So as not to make things seem boring or predictable the girls opted to go outside with their treats and have a “picnic.” Why not? It seemed benign enough until the door flung open again moments later and instead of a wail I heard more of a blood-curdling shriek that caused me to bolt straight to the entry in two giant steps. I was sure I’d find a mountain lion attached to Ainsley’s leg, mouth clenched around her little quadricep. But instead she stood alone with ice cream dripping down every side of her head in a rather comical I Love Lucy fashion. “What on earth happened?” was all that I could say but she could offer no real explanation. Simply that she wanted to show her friend how she could balance the cup on her head and well, yeah, she couldn’t do that. Of course. That explained everything.
Now when someone has melted ice cream on every side of their head and their hair is as thick as an alpaca, a bath or shower is the next stop to be sure. Except for the fact that Ainsley likes both of these things as much as a tooth extraction even when she is well rested. Imagine my delight at getting to encourage her into the bathtub in her narcoleptic state. Good times! When the water ran over her head (as she stood in the tub) she wept and wailed as though I was forcing the ice bucket challenge upon her in the North Pole.
It was too much. I’d had it with the drama and the over-reactions and the outbursts of raw emotion. I knew it was unreasonable for her to behave this way and that some responsible adult should step right in and explain to her that (tired or not), this all had to stop. But darned if there wasn’t anyone there but me. Huh. It still (nine years later!) amazes me that I’m the one who’s supposed to come up with the well-chosen words, the timely response, the pulled together plan.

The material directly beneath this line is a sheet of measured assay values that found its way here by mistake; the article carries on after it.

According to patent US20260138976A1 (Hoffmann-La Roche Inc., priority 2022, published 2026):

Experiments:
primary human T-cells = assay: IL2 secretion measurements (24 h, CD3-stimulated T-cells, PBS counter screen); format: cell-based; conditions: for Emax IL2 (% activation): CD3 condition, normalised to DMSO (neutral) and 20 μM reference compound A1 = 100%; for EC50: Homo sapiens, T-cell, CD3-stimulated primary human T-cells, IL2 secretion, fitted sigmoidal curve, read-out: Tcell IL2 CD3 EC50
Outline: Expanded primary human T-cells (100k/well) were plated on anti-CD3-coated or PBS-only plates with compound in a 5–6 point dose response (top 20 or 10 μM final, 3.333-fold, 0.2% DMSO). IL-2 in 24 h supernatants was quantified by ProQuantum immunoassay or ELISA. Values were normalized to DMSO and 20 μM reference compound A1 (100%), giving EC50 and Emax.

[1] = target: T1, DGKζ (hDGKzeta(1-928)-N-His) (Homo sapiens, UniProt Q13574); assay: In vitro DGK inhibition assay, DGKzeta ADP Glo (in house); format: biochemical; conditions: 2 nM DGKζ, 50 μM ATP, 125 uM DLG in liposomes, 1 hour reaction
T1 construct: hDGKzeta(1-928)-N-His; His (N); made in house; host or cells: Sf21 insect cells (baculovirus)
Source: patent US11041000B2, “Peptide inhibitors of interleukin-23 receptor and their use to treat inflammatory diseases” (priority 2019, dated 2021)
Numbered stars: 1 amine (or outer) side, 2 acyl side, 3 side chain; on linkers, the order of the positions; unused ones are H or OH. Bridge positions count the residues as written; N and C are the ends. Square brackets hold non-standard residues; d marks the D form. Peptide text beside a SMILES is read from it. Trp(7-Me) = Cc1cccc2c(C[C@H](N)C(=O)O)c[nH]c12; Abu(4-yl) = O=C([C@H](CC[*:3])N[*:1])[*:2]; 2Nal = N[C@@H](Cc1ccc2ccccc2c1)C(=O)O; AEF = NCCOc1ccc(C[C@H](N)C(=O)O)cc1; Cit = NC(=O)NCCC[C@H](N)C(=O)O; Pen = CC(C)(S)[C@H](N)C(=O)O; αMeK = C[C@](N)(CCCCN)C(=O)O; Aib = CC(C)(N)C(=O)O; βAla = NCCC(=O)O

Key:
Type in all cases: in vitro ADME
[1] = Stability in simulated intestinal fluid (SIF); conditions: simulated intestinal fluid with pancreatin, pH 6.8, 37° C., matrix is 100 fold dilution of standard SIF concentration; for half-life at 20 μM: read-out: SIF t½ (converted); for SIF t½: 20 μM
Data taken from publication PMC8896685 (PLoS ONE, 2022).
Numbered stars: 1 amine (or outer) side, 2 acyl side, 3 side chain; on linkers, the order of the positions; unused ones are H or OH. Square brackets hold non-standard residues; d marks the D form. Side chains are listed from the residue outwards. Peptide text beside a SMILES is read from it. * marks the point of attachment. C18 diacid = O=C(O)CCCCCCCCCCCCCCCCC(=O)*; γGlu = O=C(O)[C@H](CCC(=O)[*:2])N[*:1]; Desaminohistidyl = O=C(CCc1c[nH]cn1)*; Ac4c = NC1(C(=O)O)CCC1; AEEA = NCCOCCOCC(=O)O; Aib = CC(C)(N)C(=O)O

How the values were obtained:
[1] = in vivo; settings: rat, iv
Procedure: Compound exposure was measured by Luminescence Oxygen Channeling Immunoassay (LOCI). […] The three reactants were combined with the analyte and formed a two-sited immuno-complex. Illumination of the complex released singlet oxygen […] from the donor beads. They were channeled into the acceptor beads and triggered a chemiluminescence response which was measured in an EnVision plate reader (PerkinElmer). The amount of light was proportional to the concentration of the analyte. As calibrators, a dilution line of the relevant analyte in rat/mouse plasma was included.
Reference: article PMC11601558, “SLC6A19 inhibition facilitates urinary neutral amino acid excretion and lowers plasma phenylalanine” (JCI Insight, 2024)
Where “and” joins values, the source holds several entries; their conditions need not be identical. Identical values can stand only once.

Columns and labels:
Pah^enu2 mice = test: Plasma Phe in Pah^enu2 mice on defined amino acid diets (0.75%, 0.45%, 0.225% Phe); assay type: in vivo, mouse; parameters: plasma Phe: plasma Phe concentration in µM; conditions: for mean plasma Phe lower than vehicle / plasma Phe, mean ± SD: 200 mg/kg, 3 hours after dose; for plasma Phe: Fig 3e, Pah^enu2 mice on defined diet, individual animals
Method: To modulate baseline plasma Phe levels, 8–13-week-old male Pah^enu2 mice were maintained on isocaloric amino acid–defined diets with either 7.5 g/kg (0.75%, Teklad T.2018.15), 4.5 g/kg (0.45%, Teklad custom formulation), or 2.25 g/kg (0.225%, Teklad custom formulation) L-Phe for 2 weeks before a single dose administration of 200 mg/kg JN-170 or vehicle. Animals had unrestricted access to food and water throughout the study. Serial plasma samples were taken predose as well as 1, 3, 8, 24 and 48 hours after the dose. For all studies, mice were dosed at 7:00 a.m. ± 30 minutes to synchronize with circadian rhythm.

Because I had no inspiration to share I just said nothing. I just poured the water over her head and watched it run down her supple spine and round bottom. Her perfect little form wet and slippery. She is such a miracle to me. And somehow that is what I saw in her. Not a wailing child but rather a gift from God. I scrubbed her hair and rinsed out the suds and said nothing to her as she protested. I carefully lifted her out of the tub and onto the fluffy mat, wrapped her in a towel and hugged her to my chest. Her wet head lay on my shoulder and she quietly cried. The girl was tired. Dog tired. Me too. I put my face close to hers and reminded her what a good listener she is. How careful she is with her friends and how glad it makes me when she obeys the first time without complaint. I reminded her that I expect a lot of her because I know she is capable of a lot and that it’s not okay for her to raise her voice and stomp about. Through her tears she apologized to me and I gladly accepted.
This time after we wiped her tears away she did not ask me if it looked like there had been any tears there so I didn’t have the chance to tell her that it did not. But the truth was she absolutely looked brave and so did I. Gentleness is such a force. Meekness, such a strength. I don’t walk it out well and beautifully every moment and have come unwound more times that I’d like to recount. But when I stop and quiet myself and see the beauty before me I feel the strongest I’ve ever felt. It is the harder path, the choppier sea, but it is the far better course. The strength in self-restraint is mighty and magnificent and we’re all so brave for giving it a go.